Raimo Helminen started out playing hockey with the Ilves junior team in his home town of Tampere, Finland, and for the first time in four years, he is back with his first club. In 1999-2000, at the ripe old age of 36, he was still going strong, participating in his ninth World Championship in St. Petersburg and has also performed in five Winter Olympics, including the only three tournaments in which Finland captured a medal-one silver and two bronze. He has twice taken part in the Canada/World Cup event. All in all, with 15 tournaments under his belt, he has done his fair share in representing his native country.
Going into the St. Petersburg event, he has to his credit a total of 186 points, with the lion's share coming in the form of 138 assists. In both these categories he is the all-time leader. For a while, he was neck-and-neck with Mika Nieminen, another Ilves junior playing on the road with IFK Helsinki. In eight exhibition games leading up to the World Championship, Helminen had a nine-point margin over his greatest rival, whose career on the national team was in decline. He needs ten more games to tie another Ilves player, Lasse Oksanen, for yet another title. In Oksanen's forte, scoring goals, Helminen is ranked only 10th.
In 1984 Helminen hit the limelight for the first time in his career during the World Junior Championship. He won the scoring race and established a new tournament record by a margin of four points. He was subsequently chosen to participate in the All-Star game and, more importantly, he caught the eye of the NHL scouts, who ranked him as the top forward in Europe in that summer's draft. It was eventually the New York Rangers who got him as their second pick, and the following autumn he joined the club. He had an outstanding rookie season, with 40 points in 66 games.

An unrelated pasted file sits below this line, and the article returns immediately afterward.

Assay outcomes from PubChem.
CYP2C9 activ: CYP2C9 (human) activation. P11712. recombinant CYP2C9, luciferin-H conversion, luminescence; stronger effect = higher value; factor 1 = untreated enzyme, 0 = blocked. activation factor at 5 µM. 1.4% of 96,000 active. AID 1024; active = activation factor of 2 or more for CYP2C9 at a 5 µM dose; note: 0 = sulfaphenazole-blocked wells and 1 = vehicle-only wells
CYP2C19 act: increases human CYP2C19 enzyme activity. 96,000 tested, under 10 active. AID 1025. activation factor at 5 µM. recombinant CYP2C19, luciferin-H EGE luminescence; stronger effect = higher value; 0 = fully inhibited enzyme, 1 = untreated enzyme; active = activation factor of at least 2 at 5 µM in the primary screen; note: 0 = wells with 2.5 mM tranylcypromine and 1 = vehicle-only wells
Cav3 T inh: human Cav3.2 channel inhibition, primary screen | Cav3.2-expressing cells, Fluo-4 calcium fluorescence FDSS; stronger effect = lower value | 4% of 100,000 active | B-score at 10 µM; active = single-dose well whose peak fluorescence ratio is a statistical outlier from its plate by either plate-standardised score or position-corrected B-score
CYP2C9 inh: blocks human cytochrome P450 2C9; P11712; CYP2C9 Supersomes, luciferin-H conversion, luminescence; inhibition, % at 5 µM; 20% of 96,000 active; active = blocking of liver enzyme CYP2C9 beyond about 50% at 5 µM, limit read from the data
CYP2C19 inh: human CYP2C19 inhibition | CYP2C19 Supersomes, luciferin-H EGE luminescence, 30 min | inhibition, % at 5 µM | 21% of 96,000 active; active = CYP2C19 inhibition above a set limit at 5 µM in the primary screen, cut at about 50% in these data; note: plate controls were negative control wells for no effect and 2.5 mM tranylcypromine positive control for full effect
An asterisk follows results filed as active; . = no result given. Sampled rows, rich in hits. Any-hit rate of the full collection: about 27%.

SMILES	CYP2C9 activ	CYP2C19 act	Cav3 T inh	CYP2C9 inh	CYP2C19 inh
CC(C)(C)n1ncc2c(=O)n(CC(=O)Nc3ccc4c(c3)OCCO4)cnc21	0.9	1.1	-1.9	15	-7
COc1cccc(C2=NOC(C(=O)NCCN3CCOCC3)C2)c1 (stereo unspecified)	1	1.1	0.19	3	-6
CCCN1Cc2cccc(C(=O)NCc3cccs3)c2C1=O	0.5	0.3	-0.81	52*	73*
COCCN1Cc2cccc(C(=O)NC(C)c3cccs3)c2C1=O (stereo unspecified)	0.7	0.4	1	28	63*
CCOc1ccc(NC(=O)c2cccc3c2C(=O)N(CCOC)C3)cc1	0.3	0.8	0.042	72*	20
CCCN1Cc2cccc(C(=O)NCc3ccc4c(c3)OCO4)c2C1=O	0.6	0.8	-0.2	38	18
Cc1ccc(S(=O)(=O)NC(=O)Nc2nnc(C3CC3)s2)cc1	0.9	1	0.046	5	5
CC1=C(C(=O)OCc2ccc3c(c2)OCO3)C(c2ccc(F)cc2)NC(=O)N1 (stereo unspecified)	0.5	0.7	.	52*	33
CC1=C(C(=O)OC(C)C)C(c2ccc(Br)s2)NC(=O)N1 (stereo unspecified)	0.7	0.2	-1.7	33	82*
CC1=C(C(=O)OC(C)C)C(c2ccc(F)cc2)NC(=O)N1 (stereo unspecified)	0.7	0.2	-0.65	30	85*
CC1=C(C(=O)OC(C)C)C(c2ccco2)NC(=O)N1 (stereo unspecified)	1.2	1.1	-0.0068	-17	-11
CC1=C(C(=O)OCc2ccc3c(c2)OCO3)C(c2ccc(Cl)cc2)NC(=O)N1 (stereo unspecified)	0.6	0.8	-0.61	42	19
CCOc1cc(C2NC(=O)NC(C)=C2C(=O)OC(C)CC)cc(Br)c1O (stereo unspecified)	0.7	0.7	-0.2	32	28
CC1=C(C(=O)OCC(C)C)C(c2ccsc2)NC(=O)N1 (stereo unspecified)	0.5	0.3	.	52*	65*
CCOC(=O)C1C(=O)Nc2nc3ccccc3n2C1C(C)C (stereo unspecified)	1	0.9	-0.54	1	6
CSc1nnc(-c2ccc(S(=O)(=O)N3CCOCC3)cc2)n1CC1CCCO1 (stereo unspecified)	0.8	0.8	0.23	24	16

Toward the end of the next season, he was traded to the Minnesota North Stars with whom he played six games before spending the rest of the year in the minors. He returned to Finland for a short time then was back the next year in the New York area, but with the Islanders this time. However, he started to have back problems that at times caused him such pain that he could not walk. If it had not been for his determination, his career would likely have been at an end. It took him six years, but eventually, in the town of Kokkola in Finland, he found a physiotherapist, Leo Saario, who was able to fix his back.
His troubles almost finished his career with the national team in 1995. But Finland's coach, the Swede Curt Lindstrom, recalled how well he had performed for Malmo in the Swedish league and made him a late addition to the World Championship squad. It was an excellent choice for both coach and player as the team went on to win its first-ever gold medal for Finland. The other milestone in Finnish hockey, and another moment of pride for Helminen, was achieved in the 1988 Winter Olympics in Calgary. In the final game, the Finns managed to defeat the mighty Soviets, who had by that time already clinched the gold, but Helminen was sidelined in the final game with a knee problem.